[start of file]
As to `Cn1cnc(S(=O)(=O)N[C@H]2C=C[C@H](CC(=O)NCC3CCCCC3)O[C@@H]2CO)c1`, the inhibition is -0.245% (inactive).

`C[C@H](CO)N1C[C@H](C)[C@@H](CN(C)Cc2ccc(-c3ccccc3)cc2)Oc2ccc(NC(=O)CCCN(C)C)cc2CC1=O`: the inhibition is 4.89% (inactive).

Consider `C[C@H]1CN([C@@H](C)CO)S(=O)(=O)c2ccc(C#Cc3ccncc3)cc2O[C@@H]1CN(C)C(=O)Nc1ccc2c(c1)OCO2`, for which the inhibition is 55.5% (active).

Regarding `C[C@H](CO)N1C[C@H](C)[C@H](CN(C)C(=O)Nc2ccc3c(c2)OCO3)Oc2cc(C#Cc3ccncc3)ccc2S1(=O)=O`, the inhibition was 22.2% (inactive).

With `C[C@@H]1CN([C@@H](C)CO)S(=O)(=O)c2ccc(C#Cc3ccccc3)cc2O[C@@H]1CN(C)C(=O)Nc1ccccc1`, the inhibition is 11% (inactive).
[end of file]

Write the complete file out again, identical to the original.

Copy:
As to `Cn1cnc(S(=O)(=O)N[C@H]2C=C[C@H](CC(=O)NCC3CCCCC3)O[C@@H]2CO)c1`, the inhibition is -0.245% (inactive).

`C[C@H](CO)N1C[C@H](C)[C@@H](CN(C)Cc2ccc(-c3ccccc3)cc2)Oc2ccc(NC(=O)CCCN(C)C)cc2CC1=O`: the inhibition is 4.89% (inactive).

Consider `C[C@H]1CN([C@@H](C)CO)S(=O)(=O)c2ccc(C#Cc3ccncc3)cc2O[C@@H]1CN(C)C(=O)Nc1ccc2c(c1)OCO2`, for which the inhibition is 55.5% (active).

Regarding `C[C@H](CO)N1C[C@H](C)[C@H](CN(C)C(=O)Nc2ccc3c(c2)OCO3)Oc2cc(C#Cc3ccncc3)ccc2S1(=O)=O`, the inhibition was 22.2% (inactive).

With `C[C@@H]1CN([C@@H](C)CO)S(=O)(=O)c2ccc(C#Cc3ccccc3)cc2O[C@@H]1CN(C)C(=O)Nc1ccccc1`, the inhibition is 11% (inactive).